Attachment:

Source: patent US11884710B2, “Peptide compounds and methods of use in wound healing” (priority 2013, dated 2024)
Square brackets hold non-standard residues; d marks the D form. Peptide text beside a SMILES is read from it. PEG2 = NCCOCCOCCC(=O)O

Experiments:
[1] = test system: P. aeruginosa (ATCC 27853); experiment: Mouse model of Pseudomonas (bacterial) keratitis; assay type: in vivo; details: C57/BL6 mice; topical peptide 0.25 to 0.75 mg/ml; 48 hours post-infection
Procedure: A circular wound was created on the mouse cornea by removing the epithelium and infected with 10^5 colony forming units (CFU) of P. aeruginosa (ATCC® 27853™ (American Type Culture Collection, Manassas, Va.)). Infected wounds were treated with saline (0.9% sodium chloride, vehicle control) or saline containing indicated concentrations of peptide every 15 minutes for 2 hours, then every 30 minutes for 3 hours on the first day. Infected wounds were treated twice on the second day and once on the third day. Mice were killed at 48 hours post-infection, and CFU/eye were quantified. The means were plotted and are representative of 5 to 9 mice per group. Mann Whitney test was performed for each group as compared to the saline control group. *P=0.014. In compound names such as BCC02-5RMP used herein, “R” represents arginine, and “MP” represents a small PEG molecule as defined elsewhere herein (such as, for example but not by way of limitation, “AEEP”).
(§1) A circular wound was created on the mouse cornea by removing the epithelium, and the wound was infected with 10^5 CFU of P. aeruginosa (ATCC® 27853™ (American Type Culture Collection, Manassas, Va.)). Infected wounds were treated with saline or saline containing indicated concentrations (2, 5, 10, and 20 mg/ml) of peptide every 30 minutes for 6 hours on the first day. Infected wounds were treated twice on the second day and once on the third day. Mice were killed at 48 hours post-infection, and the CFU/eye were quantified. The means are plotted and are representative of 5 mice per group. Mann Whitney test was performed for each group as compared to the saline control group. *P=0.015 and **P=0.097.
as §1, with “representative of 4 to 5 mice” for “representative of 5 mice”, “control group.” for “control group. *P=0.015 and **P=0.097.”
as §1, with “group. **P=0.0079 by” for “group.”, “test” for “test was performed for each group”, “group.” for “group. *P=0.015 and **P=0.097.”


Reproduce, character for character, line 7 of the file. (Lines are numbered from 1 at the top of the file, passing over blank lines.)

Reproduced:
as §1, with “representative of 4 to 5 mice” for “representative of 5 mice”, “control group.” for “control group. *P=0.015 and **P=0.097.”